I foolishly broke my own rule about not going to press conferences and then wasted half of the first day at Label Expo listening to various corporate heads waffling on that they had the fastest press with the best imaging quality and that these things would sell faster than sliced bread.
Naturally I blame Gallus for this, who tempted me, and most journalists here, with the offer of croissants and coffee. Klaus Bachstein, CEO of Gallus, started off by saying that “Gallus is still Gallus” despite having been acquired by Heidelberg. However, Jason Oliver, Heidelberg’s vice president of digital printing, then went on to talk about Heidelberg’s involvement in developing the hybrid digital press, the DCS340. This uses a label edition of Heidelberg’s Prinect workflow.
The actual imaging system has benefited from Heidelberg’s arrangement with Fujifilm, using Samba heads that deliver a native resolution of 1200 dpi, running at 45mpm. Heidelberg claims to have developed the UV inks, sold under its Saphire brand. Oliver also confirmed that Heidelberg is developing a B1 digital press, also with the Samba heads, though with water-based inks, for the commercial print market. This will be shown at Drupa and will compete directly with the new Landa presses.
Even before the Gallus press conference started, and an hour before the show itself opened, somebody asked me if I’d seen anything interesting at the show. There is, of course, no point in expecting a sensible answer from a journalist – we don’t know anything – that’s why we ask all the questions. But, best not to mention this to my editors. Anyway, it took me the rest of the day to get any kind of a reading of the show.
But it’s clear that even though digital printing accounts for a tiny percentage of the label market, it is the dominant issue represented here in Brussels. Two years ago at the last Label Expo digital printing was limited to just one or two halls but for this show there are digital devices liberally sprinkled throughout the exhibition. In part this is because there are a number of new digital label presses being launched, but mainly it’s due to the wider adoption of hybrid solutions.
Philip Easton, managing director of Domino, explains: “There’s definitely a step change with a lot of the brand owners moving over to shorter runs.” But he adds: “The bigger driver is towards lead times. They are trying to target 12 or 24 hours turnaround, which is driving people to inkjet which is almost the only way of doing that.”
Domino itself showed a version of its seven-colour N610i inkjet set up as a module that can be integrated to other devices. It was demonstrated at the show with an AB Graphics Digicon 3, which includes flexo, varnishing and die cutting.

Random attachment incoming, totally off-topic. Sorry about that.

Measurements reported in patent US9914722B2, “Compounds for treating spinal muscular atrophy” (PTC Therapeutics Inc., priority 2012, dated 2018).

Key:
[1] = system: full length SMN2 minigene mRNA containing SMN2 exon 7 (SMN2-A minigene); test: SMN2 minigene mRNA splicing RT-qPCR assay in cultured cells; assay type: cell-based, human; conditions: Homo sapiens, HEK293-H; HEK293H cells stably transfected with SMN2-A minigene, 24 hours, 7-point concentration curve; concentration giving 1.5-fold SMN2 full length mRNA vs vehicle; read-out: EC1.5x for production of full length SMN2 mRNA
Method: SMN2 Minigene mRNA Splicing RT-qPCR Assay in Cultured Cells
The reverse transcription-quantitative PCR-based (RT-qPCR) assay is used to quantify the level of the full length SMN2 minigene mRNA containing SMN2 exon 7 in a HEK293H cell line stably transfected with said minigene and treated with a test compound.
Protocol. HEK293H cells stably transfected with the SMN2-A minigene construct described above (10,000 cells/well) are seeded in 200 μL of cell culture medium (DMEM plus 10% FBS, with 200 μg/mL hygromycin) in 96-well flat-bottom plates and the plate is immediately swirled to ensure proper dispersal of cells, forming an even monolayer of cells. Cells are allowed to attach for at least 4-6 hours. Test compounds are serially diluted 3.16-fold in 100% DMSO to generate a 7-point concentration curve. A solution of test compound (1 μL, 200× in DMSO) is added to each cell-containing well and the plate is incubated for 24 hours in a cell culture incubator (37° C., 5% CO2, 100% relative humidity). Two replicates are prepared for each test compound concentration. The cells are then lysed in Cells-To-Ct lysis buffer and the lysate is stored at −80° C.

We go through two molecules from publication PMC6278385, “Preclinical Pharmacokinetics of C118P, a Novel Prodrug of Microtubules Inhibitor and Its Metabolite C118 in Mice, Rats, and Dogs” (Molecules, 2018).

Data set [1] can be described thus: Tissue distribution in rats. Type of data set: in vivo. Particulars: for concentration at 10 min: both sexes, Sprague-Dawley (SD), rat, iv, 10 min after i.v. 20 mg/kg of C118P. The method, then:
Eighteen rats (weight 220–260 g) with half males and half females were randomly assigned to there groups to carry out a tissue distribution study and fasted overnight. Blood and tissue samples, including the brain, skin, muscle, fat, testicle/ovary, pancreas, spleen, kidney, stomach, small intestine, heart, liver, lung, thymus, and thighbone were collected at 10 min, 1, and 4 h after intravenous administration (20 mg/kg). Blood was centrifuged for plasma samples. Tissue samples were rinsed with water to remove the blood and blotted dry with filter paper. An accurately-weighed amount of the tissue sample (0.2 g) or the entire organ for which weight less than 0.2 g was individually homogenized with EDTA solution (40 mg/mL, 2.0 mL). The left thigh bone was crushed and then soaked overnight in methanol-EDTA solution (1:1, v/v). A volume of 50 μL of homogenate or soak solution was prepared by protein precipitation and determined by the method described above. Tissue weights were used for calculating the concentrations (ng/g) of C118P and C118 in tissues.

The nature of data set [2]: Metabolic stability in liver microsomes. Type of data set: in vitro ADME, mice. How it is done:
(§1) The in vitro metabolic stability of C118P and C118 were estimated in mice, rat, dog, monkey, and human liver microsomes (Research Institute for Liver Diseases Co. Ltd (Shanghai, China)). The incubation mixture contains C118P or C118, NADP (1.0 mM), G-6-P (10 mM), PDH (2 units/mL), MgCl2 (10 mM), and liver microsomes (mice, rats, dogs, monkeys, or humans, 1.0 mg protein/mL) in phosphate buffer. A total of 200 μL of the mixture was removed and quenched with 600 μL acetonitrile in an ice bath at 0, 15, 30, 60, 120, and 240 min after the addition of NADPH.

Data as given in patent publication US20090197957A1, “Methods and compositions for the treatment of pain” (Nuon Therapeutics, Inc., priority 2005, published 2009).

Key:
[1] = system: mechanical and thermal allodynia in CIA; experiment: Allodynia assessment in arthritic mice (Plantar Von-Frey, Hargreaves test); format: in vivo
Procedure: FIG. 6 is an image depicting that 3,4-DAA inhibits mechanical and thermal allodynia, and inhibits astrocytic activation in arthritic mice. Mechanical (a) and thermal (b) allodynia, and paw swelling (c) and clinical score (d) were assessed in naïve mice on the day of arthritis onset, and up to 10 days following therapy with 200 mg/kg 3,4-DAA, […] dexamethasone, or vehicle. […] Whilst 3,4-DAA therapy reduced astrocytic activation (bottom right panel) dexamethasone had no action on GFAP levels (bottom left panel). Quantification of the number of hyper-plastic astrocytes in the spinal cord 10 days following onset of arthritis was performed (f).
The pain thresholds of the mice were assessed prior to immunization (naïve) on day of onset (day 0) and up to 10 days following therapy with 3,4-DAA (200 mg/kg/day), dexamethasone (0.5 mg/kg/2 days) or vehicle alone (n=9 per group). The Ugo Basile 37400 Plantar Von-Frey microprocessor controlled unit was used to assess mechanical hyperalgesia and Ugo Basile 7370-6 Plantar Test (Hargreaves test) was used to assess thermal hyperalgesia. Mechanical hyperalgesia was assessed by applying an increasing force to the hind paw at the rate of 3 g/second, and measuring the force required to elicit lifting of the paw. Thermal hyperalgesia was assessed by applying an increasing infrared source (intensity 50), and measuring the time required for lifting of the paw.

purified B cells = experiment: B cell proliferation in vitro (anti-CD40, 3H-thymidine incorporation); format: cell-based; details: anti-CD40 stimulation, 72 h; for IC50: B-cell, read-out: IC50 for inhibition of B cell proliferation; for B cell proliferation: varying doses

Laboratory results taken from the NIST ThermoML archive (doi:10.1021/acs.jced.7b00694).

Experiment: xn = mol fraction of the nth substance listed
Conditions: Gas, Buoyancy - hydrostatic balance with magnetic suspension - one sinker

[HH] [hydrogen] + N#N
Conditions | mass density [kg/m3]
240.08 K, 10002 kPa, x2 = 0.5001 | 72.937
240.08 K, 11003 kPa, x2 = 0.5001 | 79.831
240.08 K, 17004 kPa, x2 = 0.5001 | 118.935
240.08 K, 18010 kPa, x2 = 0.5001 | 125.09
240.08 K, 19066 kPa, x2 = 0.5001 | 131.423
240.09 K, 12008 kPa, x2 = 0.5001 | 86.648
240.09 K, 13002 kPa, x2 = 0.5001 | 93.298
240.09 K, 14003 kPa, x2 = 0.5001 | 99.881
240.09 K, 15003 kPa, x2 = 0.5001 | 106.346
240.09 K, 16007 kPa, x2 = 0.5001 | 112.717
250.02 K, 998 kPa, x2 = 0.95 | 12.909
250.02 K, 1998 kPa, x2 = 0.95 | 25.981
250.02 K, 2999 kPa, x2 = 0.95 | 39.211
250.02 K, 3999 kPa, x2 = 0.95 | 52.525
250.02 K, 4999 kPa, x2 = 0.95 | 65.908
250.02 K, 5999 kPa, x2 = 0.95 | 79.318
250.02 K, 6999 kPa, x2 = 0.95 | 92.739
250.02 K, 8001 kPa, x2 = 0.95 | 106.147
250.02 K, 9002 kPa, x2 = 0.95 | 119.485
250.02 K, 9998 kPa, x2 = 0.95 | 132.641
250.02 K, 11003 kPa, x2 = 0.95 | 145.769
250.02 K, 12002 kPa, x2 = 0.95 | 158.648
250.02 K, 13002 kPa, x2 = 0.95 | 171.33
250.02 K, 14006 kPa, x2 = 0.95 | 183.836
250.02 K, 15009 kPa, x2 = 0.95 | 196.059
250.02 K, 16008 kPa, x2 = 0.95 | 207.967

Xeikon also is looking at fast turnaround with integrated functions but has taken a different approach with its Fusion concept. Wim Maes, CEO of Xeikon, proved that he was in tune with the needs of modern journalism by personally serving the beers, whilst explaining that we’ll see more web to print systems in the label sector, and that these will require a short run digital production device. Thus Fusion envisages adding modules to a standard Xeikon print engine for features such as inline cutting, varnishing or foiling, which can be slotted in as needed. But the key thing is that these are all digital rather than conventional modules.
Finally, it’s worth mentioning Durst, which announced an entry-level industrial printer, the Tau 330E. It’s based around the existing Tau 330, but modified to reduce the cost of purchase and of servicing. There’s a choice of 200mm and 330mm widths, and with an optional white as well as the standard CMYK inks. There’s a highly pigmented inkset, that should cut ink consumption by up to 30 percent. It’s also possible to add a digital laser for inline cutting. Durst has also developed a browser-based workflow system, Tau Prepare, so that files can be uploaded from anywhere and the machine monitored remotely.
Durst has also developed a jumbo winder and unwinder capable of holding 4000 metres for up to two hours non-stop printing. Helmut Munter, sales manager for Durst’s label products, notes that customers of the standard Tau 330, which is designed for runs of 5-6000 linear metres, sometimes use it for jobs up to 10,000 linear metres simply because of the convenience of digital and to avoid the time and cost penalty of using a flexo press.
If customers are willing to accept the cost of digital printing and to run the machine beyond its optimum economic point simply for convenience, then that would suggest that the label market is more than ready to adopt digital printing and that this show could mark the tipping point.
Then again, I’ve had quite a lot of coffee and there’s still a lot more of the show to see. Stay tuned for the next report.